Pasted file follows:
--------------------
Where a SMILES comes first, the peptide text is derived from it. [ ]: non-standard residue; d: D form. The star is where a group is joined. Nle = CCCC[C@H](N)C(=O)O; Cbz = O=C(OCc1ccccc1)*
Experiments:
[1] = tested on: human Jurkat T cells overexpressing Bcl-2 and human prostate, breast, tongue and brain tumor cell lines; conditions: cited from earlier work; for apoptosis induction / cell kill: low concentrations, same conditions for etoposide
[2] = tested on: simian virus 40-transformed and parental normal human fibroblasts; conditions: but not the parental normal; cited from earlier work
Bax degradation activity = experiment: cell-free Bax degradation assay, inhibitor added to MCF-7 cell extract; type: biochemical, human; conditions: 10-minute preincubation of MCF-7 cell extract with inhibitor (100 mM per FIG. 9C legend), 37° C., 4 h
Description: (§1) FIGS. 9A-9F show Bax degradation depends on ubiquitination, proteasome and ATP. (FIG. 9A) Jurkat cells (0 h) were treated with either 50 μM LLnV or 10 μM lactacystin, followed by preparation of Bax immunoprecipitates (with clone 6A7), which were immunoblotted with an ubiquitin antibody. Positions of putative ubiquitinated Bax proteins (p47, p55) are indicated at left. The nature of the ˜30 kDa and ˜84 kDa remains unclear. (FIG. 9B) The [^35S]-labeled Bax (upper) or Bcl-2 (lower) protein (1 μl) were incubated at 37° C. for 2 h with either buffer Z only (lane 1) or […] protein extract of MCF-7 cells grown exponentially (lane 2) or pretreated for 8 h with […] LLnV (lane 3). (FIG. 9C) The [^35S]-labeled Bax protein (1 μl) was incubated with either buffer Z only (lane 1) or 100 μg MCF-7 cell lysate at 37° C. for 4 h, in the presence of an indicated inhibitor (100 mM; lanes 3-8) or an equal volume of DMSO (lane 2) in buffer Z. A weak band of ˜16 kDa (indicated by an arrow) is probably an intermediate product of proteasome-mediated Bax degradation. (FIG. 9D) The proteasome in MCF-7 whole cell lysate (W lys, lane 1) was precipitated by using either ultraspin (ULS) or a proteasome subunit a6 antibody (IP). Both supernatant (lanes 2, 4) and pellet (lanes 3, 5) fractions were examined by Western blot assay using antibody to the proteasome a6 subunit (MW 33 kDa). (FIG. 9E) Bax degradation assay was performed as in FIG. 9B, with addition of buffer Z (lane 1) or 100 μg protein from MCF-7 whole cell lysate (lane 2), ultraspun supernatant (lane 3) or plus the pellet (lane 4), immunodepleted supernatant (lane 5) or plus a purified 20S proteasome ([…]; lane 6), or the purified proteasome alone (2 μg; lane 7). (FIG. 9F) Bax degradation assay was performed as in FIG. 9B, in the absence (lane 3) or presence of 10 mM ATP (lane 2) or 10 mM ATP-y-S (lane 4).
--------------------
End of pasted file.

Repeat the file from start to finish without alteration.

Where a SMILES comes first, the peptide text is derived from it. [ ]: non-standard residue; d: D form. The star is where a group is joined. Nle = CCCC[C@H](N)C(=O)O; Cbz = O=C(OCc1ccccc1)*
Experiments:
[1] = tested on: human Jurkat T cells overexpressing Bcl-2 and human prostate, breast, tongue and brain tumor cell lines; conditions: cited from earlier work; for apoptosis induction / cell kill: low concentrations, same conditions for etoposide
[2] = tested on: simian virus 40-transformed and parental normal human fibroblasts; conditions: but not the parental normal; cited from earlier work
Bax degradation activity = experiment: cell-free Bax degradation assay, inhibitor added to MCF-7 cell extract; type: biochemical, human; conditions: 10-minute preincubation of MCF-7 cell extract with inhibitor (100 mM per FIG. 9C legend), 37° C., 4 h
Description: (§1) FIGS. 9A-9F show Bax degradation depends on ubiquitination, proteasome and ATP. (FIG. 9A) Jurkat cells (0 h) were treated with either 50 μM LLnV or 10 μM lactacystin, followed by preparation of Bax immunoprecipitates (with clone 6A7), which were immunoblotted with an ubiquitin antibody. Positions of putative ubiquitinated Bax proteins (p47, p55) are indicated at left. The nature of the ˜30 kDa and ˜84 kDa remains unclear. (FIG. 9B) The [^35S]-labeled Bax (upper) or Bcl-2 (lower) protein (1 μl) were incubated at 37° C. for 2 h with either buffer Z only (lane 1) or […] protein extract of MCF-7 cells grown exponentially (lane 2) or pretreated for 8 h with […] LLnV (lane 3). (FIG. 9C) The [^35S]-labeled Bax protein (1 μl) was incubated with either buffer Z only (lane 1) or 100 μg MCF-7 cell lysate at 37° C. for 4 h, in the presence of an indicated inhibitor (100 mM; lanes 3-8) or an equal volume of DMSO (lane 2) in buffer Z. A weak band of ˜16 kDa (indicated by an arrow) is probably an intermediate product of proteasome-mediated Bax degradation. (FIG. 9D) The proteasome in MCF-7 whole cell lysate (W lys, lane 1) was precipitated by using either ultraspin (ULS) or a proteasome subunit a6 antibody (IP). Both supernatant (lanes 2, 4) and pellet (lanes 3, 5) fractions were examined by Western blot assay using antibody to the proteasome a6 subunit (MW 33 kDa). (FIG. 9E) Bax degradation assay was performed as in FIG. 9B, with addition of buffer Z (lane 1) or 100 μg protein from MCF-7 whole cell lysate (lane 2), ultraspun supernatant (lane 3) or plus the pellet (lane 4), immunodepleted supernatant (lane 5) or plus a purified 20S proteasome ([…]; lane 6), or the purified proteasome alone (2 μg; lane 7). (FIG. 9F) Bax degradation assay was performed as in FIG. 9B, in the absence (lane 3) or presence of 10 mM ATP (lane 2) or 10 mM ATP-y-S (lane 4).